• Skeletal animation support for 3d models, this addition implied a redesign of Model data structure to accomodate multiple mesh/multiple materials support and bones information. Multiple models functions have been reviewed and added on this process, also glTF models loading support has been added.

You can download raylib here, while the source code is available here.  In terms of learning the API, pretty much all you need to know is available on this cheatsheet.  Additionally there are a huge number of examples available (that can run in your browser) right here, each including full source code.

GameDev News


1. June 2019


Every month for the last several months, Epic Games have made several assets available free on the Unreal Engine marketplace, and June 1st, 2019 is no exception.  You need to purchase the assets during the month to be able to keep them forever, but the purchase cost is zero.  Additionally, a few assets are made available each month permanently free on the market place.  Let’s take a look at the free marketplace assets for June…

June Free Assets:

Permanently Free Assets:


You can also find all of the above assets in the marketplace in the Epic Game Launcher.  Learn more about the June giveaway on the Unreal Engine blog available here.

GameDev News


30. May 2019


In 2017 Adobe announced the End Of Life for the Flash browser plugin was coming at the end of 2020.  Flash developers still had the ability to deploy their applications to desktops and mobile devices using Adobe AIR technology.  Today, Adobe announced the EOL for that platform as well.

As of June 2019, Adobe is transitioning ongoing platform support and feature development of AIR to HARMAN. This will coincide with an Adobe-issued update of AIR, v32, for supported mobile and desktop platforms. HARMAN has a long-standing history as an Adobe AIR partner, maintains knowledge of the platform and ecosystem, and is well-positioned to support AIR developers moving forward.

HARMAN (a wholly‐owned subsidiary of Samsung Electronics Co., Ltd.) designs and engineers connected products and solutions for automakers, consumers, and enterprises worldwide. HARMAN’s software services power billions of mobile devices and systems that are connected, integrated and secure across all platforms, from work and home to car and mobile. Adobe has a long history collaborating with HARMAN, which is a key partner for Flash runtime migration and enterprise support as companies transition their existing ActionScript and Flex applications to new technologies. HARMAN has also been supporting customers with bespoke versions of Adobe AIR for the past decade.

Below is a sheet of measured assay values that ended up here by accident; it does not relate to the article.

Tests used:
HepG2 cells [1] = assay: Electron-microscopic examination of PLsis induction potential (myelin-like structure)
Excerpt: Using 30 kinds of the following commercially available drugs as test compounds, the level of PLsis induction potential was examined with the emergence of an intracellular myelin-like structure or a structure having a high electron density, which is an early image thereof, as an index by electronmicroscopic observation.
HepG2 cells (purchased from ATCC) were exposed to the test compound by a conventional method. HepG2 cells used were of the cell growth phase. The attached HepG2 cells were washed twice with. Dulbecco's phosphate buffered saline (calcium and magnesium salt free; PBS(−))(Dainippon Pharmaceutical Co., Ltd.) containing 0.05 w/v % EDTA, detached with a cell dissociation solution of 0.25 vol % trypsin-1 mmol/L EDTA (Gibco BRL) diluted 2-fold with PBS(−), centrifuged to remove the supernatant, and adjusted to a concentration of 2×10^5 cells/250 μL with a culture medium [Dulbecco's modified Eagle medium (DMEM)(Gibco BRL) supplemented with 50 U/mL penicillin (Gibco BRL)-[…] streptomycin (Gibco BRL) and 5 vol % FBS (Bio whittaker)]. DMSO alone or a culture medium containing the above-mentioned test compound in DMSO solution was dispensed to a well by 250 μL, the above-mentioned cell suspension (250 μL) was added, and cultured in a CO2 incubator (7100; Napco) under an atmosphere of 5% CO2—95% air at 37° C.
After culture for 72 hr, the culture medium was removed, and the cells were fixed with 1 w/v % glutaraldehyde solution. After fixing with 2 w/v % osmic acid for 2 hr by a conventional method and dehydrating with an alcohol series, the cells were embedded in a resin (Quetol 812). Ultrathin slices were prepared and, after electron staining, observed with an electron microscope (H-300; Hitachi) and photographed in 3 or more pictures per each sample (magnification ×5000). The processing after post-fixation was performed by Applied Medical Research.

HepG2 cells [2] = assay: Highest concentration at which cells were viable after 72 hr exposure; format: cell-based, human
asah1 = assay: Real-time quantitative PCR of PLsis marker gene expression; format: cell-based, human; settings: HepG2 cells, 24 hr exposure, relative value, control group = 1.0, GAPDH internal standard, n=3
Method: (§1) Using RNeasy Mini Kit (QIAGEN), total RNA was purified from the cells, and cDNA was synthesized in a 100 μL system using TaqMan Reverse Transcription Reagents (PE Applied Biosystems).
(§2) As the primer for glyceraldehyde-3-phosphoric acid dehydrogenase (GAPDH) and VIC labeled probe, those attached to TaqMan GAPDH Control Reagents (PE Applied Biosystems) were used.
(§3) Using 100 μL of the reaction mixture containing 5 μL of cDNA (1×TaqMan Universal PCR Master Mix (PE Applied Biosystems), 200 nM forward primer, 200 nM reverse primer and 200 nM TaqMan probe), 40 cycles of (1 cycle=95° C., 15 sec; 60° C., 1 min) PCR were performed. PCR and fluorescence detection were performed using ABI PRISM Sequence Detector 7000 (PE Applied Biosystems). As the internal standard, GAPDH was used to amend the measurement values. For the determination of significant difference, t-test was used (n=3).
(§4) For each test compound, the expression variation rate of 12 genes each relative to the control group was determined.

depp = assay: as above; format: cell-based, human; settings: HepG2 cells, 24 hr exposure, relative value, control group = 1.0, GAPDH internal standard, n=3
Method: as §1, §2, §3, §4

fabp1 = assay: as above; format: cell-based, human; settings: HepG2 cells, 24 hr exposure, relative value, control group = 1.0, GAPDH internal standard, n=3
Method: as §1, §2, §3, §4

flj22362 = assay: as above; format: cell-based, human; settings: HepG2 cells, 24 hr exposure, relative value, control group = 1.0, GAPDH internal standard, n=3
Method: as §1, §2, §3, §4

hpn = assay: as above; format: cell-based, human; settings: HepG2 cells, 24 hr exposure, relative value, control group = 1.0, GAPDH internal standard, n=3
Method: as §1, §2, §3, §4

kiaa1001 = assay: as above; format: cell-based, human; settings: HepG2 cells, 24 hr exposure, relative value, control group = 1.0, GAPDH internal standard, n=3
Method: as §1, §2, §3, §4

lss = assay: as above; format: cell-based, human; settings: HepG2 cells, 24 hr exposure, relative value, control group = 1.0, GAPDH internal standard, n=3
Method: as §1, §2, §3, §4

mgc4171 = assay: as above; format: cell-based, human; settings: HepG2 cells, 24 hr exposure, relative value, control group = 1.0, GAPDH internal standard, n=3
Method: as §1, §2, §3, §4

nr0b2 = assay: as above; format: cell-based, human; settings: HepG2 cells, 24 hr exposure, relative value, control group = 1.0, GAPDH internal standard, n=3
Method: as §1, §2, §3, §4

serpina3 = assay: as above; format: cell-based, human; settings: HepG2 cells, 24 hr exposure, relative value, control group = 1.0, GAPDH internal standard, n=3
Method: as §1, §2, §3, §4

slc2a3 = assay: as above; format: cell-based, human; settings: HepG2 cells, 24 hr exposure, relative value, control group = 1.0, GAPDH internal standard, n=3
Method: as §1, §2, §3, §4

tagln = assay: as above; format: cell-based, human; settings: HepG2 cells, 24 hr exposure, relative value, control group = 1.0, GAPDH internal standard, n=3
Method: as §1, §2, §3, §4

Adobe will provide basic security support – limited to security fixes only for desktop platforms (Windows 7 and above, and Mac OS X) – for Adobe AIR v32 until the end of 2020. After that time, Adobe support for AIR will be discontinued and ongoing support will be managed by HARMAN and communicated by them directly. However, beginning with the release of AIR v33 by HARMAN, developers should contact HARMAN directly for AIR support on both mobile and desktop platforms – including bug fixes, platform compatibility, and new and improved functionality.

This means HARMAN will now control the future of the AIR platform and I would certainly expect Adobe tools to complete the transition away from supporting Flash, removing a great deal of the developer appeal in the first place.  You can learn more about HARMAN’s future plans for the Flash/AIR platform here.

GameDev News


30. May 2019


GDevelop, the open source beginner friendly 2D game engine, just released beta 70.  We recently mentioned GDevelop in our Codeless Game Engines article and have previously covered it in depth in this video.


There are no formal release notes, just this tweet:

image


The star feature of this release is certainly the ability to create custom behaviors using the build in event system, in addition to the existing JavaScript method.  Details on creating custom behaviors is available here.  GDevelop is available for Mac, Windows and Linux and can be downloaded here.